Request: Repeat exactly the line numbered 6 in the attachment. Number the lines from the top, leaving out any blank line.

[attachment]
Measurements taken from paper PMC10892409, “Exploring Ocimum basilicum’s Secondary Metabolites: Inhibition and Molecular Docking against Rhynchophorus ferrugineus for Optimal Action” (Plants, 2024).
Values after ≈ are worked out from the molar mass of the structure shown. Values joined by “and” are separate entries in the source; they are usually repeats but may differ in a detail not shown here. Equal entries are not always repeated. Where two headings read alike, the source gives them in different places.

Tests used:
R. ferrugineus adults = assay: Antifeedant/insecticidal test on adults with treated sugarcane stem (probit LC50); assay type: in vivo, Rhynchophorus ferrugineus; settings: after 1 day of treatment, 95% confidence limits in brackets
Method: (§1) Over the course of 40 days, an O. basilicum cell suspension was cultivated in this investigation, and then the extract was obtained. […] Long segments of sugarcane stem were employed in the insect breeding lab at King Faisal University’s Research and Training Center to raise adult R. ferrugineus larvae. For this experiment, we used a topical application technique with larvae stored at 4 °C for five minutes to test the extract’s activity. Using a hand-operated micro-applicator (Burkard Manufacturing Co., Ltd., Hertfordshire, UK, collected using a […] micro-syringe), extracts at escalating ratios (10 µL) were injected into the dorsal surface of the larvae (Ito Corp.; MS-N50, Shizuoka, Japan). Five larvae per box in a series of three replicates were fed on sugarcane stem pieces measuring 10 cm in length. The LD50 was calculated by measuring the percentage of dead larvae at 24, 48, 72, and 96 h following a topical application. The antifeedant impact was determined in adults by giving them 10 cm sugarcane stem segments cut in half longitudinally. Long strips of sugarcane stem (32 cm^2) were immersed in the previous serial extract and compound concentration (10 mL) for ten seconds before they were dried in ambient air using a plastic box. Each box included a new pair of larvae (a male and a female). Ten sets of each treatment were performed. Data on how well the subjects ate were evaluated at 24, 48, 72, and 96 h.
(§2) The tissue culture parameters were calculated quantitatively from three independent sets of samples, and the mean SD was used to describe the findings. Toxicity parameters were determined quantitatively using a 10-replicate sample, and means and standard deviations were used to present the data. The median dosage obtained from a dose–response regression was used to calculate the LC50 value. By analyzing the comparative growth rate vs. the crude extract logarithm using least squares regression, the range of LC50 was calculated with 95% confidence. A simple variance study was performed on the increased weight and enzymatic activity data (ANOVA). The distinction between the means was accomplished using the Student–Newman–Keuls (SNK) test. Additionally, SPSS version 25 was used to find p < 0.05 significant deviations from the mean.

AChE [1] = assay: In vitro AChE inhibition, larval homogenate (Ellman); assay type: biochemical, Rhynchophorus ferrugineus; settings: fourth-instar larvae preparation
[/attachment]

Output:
(§2) The tissue culture parameters were calculated quantitatively from three independent sets of samples, and the mean SD was used to describe the findings. Toxicity parameters were determined quantitatively using a 10-replicate sample, and means and standard deviations were used to present the data. The median dosage obtained from a dose–response regression was used to calculate the LC50 value. By analyzing the comparative growth rate vs. the crude extract logarithm using least squares regression, the range of LC50 was calculated with 95% confidence. A simple variance study was performed on the increased weight and enzymatic activity data (ANOVA). The distinction between the means was accomplished using the Student–Newman–Keuls (SNK) test. Additionally, SPSS version 25 was used to find p < 0.05 significant deviations from the mean.